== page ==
• The privacy of Skype traffic may have limits. Although Skype encrypts communication between users, a Skype spokesman did not deny the company's ability to intercept the communication. On the question of whether Skype could listen in on their users' communication, Kurt Sauer, head of the security division of Skype, replied evasively: "We provide a secure means of communication. I will not say if we are listening in or not." In China text is filtered according to government requirements. This suggests that Skype has the capacity to eavesdrop on connections. One of Skype's minority owners, eBay, has divulged user information to the U.S. government.
  • Security researchers Biondi and Desclaux have speculated that Skype may have a back door, since Skype sends traffic even when it is turned off and because Skype has taken extreme measures to obfuscate their traffic and functioning of their program. Several media sources have reported that at a meeting about the "Lawful interception of IP based services" held on 25 June 2008, high-ranking but not named officials at the Austrian interior ministry said that they could listen in on Skype conversations without problems. Austrian public broadcasting service ORF, citing minutes from the meeting, have reported that "the Austrian police are able to listen in on Skype connections". Skype declined to comment on the reports.
  • The Skype client for Linux has been observed accessing the /etc/passwd file during execution. This file contains a list of all user accounts on the system and may also include hashed passwords. Access to this file can be confirmed by tracing system calls made by the Skype binary during execution. As this file contains sensitive system information related to logins which are not used in the Skype system, there is not a legitimate use for accessing this file and thus Skype's motives for doing so must be questioned. It must be noted, however, that newer Linux systems store sensitive password information in /etc/shadow, with access only provided to privileged applications, which Skype is not.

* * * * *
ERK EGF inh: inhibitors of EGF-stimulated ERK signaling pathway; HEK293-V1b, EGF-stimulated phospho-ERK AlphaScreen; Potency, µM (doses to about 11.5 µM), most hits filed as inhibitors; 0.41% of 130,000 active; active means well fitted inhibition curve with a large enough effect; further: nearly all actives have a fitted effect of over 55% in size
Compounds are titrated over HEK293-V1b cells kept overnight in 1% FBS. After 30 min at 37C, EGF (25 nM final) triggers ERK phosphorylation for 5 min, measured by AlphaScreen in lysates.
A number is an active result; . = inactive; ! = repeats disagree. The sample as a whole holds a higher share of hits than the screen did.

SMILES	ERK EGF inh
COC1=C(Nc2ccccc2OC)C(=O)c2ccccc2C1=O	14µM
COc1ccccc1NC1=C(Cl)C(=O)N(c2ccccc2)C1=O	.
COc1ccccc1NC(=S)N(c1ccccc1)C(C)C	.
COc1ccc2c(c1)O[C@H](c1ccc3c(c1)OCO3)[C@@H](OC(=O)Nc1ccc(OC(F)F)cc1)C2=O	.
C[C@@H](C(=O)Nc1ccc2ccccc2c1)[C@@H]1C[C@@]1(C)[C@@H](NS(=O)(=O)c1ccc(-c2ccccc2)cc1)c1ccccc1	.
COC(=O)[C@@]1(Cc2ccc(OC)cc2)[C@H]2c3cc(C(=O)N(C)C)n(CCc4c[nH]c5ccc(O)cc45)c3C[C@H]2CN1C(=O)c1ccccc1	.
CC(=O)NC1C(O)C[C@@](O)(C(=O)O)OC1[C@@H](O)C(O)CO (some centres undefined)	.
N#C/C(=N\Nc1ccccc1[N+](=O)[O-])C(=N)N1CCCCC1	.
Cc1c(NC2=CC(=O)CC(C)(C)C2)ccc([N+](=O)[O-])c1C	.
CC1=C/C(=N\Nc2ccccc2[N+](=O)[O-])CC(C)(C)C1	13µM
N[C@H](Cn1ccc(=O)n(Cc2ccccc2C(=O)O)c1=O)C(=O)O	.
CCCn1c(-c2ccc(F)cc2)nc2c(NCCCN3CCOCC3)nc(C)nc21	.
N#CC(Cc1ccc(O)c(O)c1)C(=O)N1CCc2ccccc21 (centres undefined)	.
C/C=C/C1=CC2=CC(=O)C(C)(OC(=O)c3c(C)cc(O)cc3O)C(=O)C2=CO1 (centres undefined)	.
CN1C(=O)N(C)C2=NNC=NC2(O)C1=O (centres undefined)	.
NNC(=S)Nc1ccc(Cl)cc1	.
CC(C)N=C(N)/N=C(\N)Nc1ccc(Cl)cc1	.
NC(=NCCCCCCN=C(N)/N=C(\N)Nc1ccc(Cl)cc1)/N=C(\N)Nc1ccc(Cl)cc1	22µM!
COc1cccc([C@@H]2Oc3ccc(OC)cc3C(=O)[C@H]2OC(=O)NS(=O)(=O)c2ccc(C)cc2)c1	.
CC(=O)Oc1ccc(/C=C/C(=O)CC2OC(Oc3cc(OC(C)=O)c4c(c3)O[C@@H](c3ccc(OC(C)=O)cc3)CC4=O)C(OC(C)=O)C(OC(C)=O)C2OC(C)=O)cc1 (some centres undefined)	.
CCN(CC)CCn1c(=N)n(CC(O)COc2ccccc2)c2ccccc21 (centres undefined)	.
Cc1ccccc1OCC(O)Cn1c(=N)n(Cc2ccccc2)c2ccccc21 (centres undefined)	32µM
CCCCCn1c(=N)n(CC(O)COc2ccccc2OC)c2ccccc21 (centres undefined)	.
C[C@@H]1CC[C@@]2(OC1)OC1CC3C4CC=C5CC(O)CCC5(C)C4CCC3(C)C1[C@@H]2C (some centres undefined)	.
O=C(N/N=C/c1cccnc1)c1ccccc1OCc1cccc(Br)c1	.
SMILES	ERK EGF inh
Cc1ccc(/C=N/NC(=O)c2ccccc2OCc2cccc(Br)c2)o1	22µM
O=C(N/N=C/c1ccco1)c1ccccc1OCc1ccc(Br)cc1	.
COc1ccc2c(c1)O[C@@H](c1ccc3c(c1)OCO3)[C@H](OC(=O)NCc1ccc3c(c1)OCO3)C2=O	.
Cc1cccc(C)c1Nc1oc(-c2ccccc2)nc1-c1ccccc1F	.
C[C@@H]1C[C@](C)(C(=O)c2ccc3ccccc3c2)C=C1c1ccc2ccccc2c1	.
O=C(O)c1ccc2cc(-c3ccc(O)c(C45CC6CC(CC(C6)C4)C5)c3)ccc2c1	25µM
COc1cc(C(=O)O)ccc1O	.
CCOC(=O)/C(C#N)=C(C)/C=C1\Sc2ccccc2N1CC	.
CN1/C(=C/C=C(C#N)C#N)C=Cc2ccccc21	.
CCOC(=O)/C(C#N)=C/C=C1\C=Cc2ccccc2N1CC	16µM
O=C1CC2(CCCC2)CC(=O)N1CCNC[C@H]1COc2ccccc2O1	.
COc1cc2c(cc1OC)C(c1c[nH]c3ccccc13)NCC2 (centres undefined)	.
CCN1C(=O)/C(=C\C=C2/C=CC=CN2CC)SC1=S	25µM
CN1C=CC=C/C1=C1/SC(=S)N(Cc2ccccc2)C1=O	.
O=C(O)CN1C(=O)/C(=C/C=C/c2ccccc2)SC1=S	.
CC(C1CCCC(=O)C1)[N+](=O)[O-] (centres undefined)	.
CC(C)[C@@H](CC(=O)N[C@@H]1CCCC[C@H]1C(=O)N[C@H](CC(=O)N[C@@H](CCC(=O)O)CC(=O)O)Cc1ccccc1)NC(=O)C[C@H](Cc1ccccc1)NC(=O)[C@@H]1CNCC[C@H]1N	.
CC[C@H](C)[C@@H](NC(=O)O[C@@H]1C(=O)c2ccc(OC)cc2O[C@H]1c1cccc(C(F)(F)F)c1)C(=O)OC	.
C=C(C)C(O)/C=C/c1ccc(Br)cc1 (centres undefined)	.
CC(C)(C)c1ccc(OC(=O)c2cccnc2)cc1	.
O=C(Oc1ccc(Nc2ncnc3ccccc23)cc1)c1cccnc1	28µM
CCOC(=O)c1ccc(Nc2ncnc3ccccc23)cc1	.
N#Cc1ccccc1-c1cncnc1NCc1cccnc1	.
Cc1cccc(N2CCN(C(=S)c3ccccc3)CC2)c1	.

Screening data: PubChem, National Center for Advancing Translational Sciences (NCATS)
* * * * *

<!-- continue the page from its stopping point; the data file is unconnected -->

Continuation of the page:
• The Skype client for Mac has been observed accessing protected information in the system Address Book even when integration with the Address Book (on by default) is disabled in the Skype preferences. Users may see a warning about Skype.app attempting to access protected information in address book under certain conditions, e.g. launching Skype while syncing with a mobile device. Skype has no legitimate reason to access the Address Book if the integration is not enabled. Further, the extent of the integration is to add all cards from the Address Book to the list of Skype contacts along with their phone numbers, which can be accomplished without accessing any protected information (neither the name nor numbers on cards are protected) and thus the attempt to access information beyond the scope of the integration, regardless of whether or not that integration is enabled, raises deeper questions as to possible spying on users.
  • The United States Federal Communications Commission (FCC) has interpreted the Communications Assistance for Law Enforcement Act (CALEA) as requiring digital phone networks to allow wiretapping if authorized by an FBI warrant, in the same way as other phone services. In February 2009 Skype said that, not being a telephone company owning phone lines, it is exempt from CALEA and similar laws which regulate US phone companies, and in fact it is not clear whether Skype could support wiretapping even if it wanted to. According to the ACLU, the Act is inconsistent with the original intent of the Fourth Amendment to the U.S. Constitution; more recently, the ACLU has expressed the concern that the FCC interpretation of the Act is incorrect.